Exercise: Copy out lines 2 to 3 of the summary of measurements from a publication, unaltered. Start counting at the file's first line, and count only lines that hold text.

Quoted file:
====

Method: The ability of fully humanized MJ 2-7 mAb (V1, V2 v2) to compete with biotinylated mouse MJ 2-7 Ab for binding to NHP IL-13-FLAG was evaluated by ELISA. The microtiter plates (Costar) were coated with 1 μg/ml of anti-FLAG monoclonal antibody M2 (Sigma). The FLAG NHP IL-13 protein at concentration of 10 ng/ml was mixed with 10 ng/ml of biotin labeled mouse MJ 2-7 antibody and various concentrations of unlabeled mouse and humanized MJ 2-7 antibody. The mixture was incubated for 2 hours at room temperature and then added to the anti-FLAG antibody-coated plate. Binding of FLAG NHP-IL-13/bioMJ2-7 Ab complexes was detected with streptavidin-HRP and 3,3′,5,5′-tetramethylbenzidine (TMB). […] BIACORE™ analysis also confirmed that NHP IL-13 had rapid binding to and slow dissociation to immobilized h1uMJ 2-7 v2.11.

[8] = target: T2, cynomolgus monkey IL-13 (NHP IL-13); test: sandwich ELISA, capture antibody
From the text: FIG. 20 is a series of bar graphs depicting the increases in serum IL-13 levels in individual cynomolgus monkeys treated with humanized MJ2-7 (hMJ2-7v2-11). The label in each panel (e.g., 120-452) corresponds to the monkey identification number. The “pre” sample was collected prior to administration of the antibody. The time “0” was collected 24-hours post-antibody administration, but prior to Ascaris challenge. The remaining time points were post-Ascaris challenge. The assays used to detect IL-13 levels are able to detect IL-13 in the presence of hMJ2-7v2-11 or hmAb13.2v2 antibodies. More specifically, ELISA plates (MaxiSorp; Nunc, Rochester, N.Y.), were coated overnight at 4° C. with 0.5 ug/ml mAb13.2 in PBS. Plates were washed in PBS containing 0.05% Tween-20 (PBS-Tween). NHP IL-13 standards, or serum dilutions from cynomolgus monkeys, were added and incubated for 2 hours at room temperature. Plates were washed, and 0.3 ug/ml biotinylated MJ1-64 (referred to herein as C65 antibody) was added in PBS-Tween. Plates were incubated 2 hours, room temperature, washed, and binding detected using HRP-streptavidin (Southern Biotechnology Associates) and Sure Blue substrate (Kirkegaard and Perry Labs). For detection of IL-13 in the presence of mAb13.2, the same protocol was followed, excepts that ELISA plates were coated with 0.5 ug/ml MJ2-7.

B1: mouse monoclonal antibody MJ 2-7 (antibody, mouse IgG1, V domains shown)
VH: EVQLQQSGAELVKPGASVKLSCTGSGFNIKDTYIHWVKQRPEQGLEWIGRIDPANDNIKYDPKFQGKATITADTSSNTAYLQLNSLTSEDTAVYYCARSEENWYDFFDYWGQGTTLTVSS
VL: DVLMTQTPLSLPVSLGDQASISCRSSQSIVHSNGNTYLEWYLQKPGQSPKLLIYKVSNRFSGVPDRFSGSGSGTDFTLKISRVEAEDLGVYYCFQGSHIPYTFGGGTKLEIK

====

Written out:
[8] = target: T2, cynomolgus monkey IL-13 (NHP IL-13); test: sandwich ELISA, capture antibody
From the text: FIG. 20 is a series of bar graphs depicting the increases in serum IL-13 levels in individual cynomolgus monkeys treated with humanized MJ2-7 (hMJ2-7v2-11). The label in each panel (e.g., 120-452) corresponds to the monkey identification number. The “pre” sample was collected prior to administration of the antibody. The time “0” was collected 24-hours post-antibody administration, but prior to Ascaris challenge. The remaining time points were post-Ascaris challenge. The assays used to detect IL-13 levels are able to detect IL-13 in the presence of hMJ2-7v2-11 or hmAb13.2v2 antibodies. More specifically, ELISA plates (MaxiSorp; Nunc, Rochester, N.Y.), were coated overnight at 4° C. with 0.5 ug/ml mAb13.2 in PBS. Plates were washed in PBS containing 0.05% Tween-20 (PBS-Tween). NHP IL-13 standards, or serum dilutions from cynomolgus monkeys, were added and incubated for 2 hours at room temperature. Plates were washed, and 0.3 ug/ml biotinylated MJ1-64 (referred to herein as C65 antibody) was added in PBS-Tween. Plates were incubated 2 hours, room temperature, washed, and binding detected using HRP-streptavidin (Southern Biotechnology Associates) and Sure Blue substrate (Kirkegaard and Perry Labs). For detection of IL-13 in the presence of mAb13.2, the same protocol was followed, excepts that ELISA plates were coated with 0.5 ug/ml MJ2-7.